The affidavit states that this undeserving appointment was exposed as such “in a judgment of the Supreme Court of Appeal on June 9 2017 in which the court dismissed an appeal against a March 2017 judgment of the Gauteng high court setting aside the appointment of Ntlemeza.”
“Material to these judgments were a series of decisions by the Gauteng high court, given in 2015 prior to Ntlemeza’s appointment. These related to a dispute over Ntlemeza’s decision, taken in January 2015 while he was still serving as acting head of the Hawks, to suspend the Gauteng head of the Hawks, Shadrack Sibiya.”
In its judgment the court had repeatedly raised concerns over Ntlemeza’s integrity as well as that he had acted in a “contemptuous manner” towards the court.
The November 2013 appointment by then police minister Nathi Mthethwa of Robert McBride as the new head of Ipid was also questioned.
Corruption Watch and The Institute for Security Studies interrogated how McBride’s eligibility was assessed and the subsequent legal provisions regarding the renewal of the contract of the Ipid executive director which dominated the news in 2019 when Police Minister Bheki Cele challenged the renewal of the former’s leading to his dismissal.
“McBride has contested Cele’s decision, asserting that the minister does not have the authority to make this decision unilaterally and that the decision has to be reviewed, and may be overturned, by the parliamentary committee.”
“As of mid-February 2019 the parties had agreed that Cele’s decision not to renew McBride’s term is a ‘preliminary decision that must still be confirmed or rejected by the portfolio committee on police’. A process had been established to resolve the issue by the end of February 2019,” read the affidavit.
Controversial acting appointments
Not only permanent appointments where on the spotlight during the submission, the acting appointment of Nomgcobo Jiba as national director of public prosecutions, in December 2011, was also thrust under the microscope.
The two civil society organisations challenged her appointment saying it was “effected on the basis of the understanding that she would perform the function in a manner advantageous to Zuma.”
They added that “the appointment, which ultimately lasted for 21 months, involved taking advantage of the fact that there are no strict legal limitations on the duration of acting appointments.”
He went on to submit that “Zuma appointed Jiba as a deputy national director of public prosecutions in December 2010 a somewhat unusual appointment as it involved being promoted by two levels, bypassing the director level.”
In their affidavit, they also argued that Jiba was already “personally indebted to Zuma” since “three months earlier, in September 2010, Zuma expunged the criminal record of her husband Booker Nhantsi. In 2005 Nhantsi was convicted of theft for stealing R193 000 worth of trust funds from a client while practising as an attorney.”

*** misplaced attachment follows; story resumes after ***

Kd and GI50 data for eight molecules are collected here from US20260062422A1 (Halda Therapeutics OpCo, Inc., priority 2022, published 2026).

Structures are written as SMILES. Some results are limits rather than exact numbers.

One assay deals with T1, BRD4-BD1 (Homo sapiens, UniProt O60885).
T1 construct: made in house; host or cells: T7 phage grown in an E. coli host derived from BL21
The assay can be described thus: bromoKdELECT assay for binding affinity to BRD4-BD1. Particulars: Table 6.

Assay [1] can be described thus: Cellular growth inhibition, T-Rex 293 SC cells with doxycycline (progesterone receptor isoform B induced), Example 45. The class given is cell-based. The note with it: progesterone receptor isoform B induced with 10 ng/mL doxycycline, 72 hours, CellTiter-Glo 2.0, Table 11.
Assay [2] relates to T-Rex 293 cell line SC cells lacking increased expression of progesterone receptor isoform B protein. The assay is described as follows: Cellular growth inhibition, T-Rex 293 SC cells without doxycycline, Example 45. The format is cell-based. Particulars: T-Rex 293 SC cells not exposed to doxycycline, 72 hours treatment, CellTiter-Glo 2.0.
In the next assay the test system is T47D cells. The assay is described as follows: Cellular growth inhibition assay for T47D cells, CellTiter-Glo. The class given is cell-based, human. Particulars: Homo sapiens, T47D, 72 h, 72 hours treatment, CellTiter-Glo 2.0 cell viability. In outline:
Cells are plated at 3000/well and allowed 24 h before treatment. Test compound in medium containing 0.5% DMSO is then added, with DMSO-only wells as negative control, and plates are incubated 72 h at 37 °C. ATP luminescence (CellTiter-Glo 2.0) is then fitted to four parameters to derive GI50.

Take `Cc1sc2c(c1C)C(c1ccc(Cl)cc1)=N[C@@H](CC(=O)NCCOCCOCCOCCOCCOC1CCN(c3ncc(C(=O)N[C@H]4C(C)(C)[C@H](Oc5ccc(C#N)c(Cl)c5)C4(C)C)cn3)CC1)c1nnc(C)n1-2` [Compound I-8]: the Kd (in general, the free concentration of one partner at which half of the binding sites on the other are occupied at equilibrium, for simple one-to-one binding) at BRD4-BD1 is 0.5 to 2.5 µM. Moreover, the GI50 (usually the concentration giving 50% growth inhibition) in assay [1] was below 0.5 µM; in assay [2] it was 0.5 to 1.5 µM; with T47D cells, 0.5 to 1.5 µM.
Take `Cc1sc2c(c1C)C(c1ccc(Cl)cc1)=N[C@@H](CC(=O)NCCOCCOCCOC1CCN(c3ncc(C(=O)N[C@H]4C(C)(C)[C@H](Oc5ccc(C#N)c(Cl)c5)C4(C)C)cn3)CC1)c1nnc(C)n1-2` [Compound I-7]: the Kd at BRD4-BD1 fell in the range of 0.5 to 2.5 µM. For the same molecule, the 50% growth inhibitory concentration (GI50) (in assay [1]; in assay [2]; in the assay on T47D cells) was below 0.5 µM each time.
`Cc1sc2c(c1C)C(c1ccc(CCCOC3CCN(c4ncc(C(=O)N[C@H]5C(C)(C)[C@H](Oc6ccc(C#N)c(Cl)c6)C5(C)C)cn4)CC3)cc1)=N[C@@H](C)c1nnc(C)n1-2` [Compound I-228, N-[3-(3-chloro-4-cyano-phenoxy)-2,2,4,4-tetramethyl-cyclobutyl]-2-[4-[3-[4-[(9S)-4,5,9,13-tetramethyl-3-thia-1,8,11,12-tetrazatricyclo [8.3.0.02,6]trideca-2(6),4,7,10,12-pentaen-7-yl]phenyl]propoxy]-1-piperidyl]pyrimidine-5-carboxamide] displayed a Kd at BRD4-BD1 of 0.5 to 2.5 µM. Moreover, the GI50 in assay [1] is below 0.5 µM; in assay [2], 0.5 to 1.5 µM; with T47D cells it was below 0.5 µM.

Jiba has herself been the subject of a considerable amount of judicial criticism as well as being the focus of litigation.
Much of this relates to allegations of impropriety in the exercise of her powers while she was acting national director of public prosecutions.
The complainants also stated that one of the matters that has been prominent and led to her criticism was the December 2011 withdrawal of corruption charges against Richard Mdluli.
In this matter she faces allegations alongside her colleague, Lawrence Mrwebi. The two are currently facing a board of inquiry into their fitness to hold office, chaired by Justice Yvonne Mokgoro.
Last week Corruption Watch and the Right 2 Know Campaign appeared before the North Gauteng High Court challenging the findings of the Seriti commission that there was no corruption in the controversial 1999 arms deal.
Speaking to City Press, Ghalib Galant, deputy national coordinator also expressed some disappointment on the Farlam commission and questioned the precedence that has been set by these commissions.
“We were disappointed in Farlam Commission’s failure to find anyone, in particular, to be responsible for the deaths of the 34 miners on August 16 2012 and we continue to support the Marikana Solidarity Campaign to get justice for the victims and their families. We believe if the Seriti Commission’s findings are set aside then this will set a precedent in terms of how commissions conduct their work in future. A commission of inquiry is set up to unearth evidence and to make recommendations. It does not have decision-making powers. However, a good commission can reaffirm the public’s faith in the principle of accountability, and in the structures and institutions set up to enforce constitutional principles,” said Galant.